Here’s a little clue about what it’s been like to live my life.
Some years ago my wife dared me to put on a dark pink sweater of hers that even she wouldn’t wear and walk outside to get the mail. Maybe I dared her to dare me, she said “whatever,” and then I felt obligated to follow through to avoid looking like a complete pussy. But whatever.
So I put it on and walked out to the mailbox, no problem, until I was a few steps on the way back when my neighbor roared around the corner and into his driveway in his Mac truck-inspired Dodge Ram pickup. I hurried across my lawn. Notice I didn’t say “I ran,” because I don’t. Apparently, I learned to move from watching claymation films. I flow-morph in an unbalanced and haphazard way to my final, and usually unfortunate, destination (Oh No, Mr. Bill!). And standing inside the now-closed and bolted front door, at 6-foot-5 and wearing what looked like a vest made of salmon flesh, I wondered if he’d seen me. Maybe he drives with his eyes closed, I thought.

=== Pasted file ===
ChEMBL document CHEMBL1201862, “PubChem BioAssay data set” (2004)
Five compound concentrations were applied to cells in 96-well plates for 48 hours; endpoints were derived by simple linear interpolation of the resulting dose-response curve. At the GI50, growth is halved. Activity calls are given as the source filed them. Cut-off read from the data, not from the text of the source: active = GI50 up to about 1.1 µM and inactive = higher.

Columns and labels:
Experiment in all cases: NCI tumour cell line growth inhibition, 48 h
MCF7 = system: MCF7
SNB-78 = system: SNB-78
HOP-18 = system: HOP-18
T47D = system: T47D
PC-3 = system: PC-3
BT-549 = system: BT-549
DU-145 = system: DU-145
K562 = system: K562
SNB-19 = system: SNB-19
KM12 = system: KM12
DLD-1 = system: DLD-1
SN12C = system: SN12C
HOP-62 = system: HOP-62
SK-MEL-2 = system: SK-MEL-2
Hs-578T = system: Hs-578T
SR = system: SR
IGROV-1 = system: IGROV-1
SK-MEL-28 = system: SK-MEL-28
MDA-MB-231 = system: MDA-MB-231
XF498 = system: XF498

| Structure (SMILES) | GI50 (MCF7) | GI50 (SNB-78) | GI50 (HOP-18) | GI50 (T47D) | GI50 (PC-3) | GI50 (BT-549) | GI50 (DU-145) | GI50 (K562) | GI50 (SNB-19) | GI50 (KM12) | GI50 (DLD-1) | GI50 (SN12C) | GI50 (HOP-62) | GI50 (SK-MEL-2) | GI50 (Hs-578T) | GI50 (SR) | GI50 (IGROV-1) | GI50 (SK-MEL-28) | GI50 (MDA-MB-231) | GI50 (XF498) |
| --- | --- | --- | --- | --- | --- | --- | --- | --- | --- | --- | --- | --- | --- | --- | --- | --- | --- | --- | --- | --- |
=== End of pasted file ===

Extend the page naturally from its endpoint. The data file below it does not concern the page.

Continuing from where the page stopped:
“That was quick,” said my wife, briefly looking up from whatever she was doing.
“Ed just pulled in,” I said, trying to catch my breath.
“That’s a surprise,” she responded without emotion, having known that this precise thing would happen.
I sat down on the couch knowing that this big adventure into the world would be my last for a while. I’d stay in my bubble until I got bored with its predictability and then I’d jump out with something else absurd, though maybe not quite so Ethel Mermanish next time.
So to hell with John Travolta. He jumped out of his bubble in that movie and he died. That, I think, is a metaphor. And you don’t need to guess what would’ve happened if he’d stayed in the bubble. Just look at the real John Travolta. He gets famous, and then brainwashed, eventually dressing up like an alien shill for Dianetics.
And there you have it.